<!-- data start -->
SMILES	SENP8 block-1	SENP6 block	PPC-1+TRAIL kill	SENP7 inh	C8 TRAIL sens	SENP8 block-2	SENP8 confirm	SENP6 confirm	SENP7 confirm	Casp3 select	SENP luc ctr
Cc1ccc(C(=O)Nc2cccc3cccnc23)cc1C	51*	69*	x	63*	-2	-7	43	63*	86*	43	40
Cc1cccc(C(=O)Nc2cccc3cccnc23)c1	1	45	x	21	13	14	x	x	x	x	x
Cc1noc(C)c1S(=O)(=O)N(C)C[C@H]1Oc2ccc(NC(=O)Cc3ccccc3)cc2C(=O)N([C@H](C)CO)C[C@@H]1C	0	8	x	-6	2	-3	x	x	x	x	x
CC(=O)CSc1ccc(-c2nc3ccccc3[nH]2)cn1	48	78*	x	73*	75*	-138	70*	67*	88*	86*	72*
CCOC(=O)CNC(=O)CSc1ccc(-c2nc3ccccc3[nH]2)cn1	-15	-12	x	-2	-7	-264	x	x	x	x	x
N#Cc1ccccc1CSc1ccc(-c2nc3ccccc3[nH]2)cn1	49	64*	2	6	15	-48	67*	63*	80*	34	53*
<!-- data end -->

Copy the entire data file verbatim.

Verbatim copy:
SMILES	SENP8 block-1	SENP6 block	PPC-1+TRAIL kill	SENP7 inh	C8 TRAIL sens	SENP8 block-2	SENP8 confirm	SENP6 confirm	SENP7 confirm	Casp3 select	SENP luc ctr
Cc1ccc(C(=O)Nc2cccc3cccnc23)cc1C	51*	69*	x	63*	-2	-7	43	63*	86*	43	40
Cc1cccc(C(=O)Nc2cccc3cccnc23)c1	1	45	x	21	13	14	x	x	x	x	x
Cc1noc(C)c1S(=O)(=O)N(C)C[C@H]1Oc2ccc(NC(=O)Cc3ccccc3)cc2C(=O)N([C@H](C)CO)C[C@@H]1C	0	8	x	-6	2	-3	x	x	x	x	x
CC(=O)CSc1ccc(-c2nc3ccccc3[nH]2)cn1	48	78*	x	73*	75*	-138	70*	67*	88*	86*	72*
CCOC(=O)CNC(=O)CSc1ccc(-c2nc3ccccc3[nH]2)cn1	-15	-12	x	-2	-7	-264	x	x	x	x	x
N#Cc1ccccc1CSc1ccc(-c2nc3ccccc3[nH]2)cn1	49	64*	2	6	15	-48	67*	63*	80*	34	53*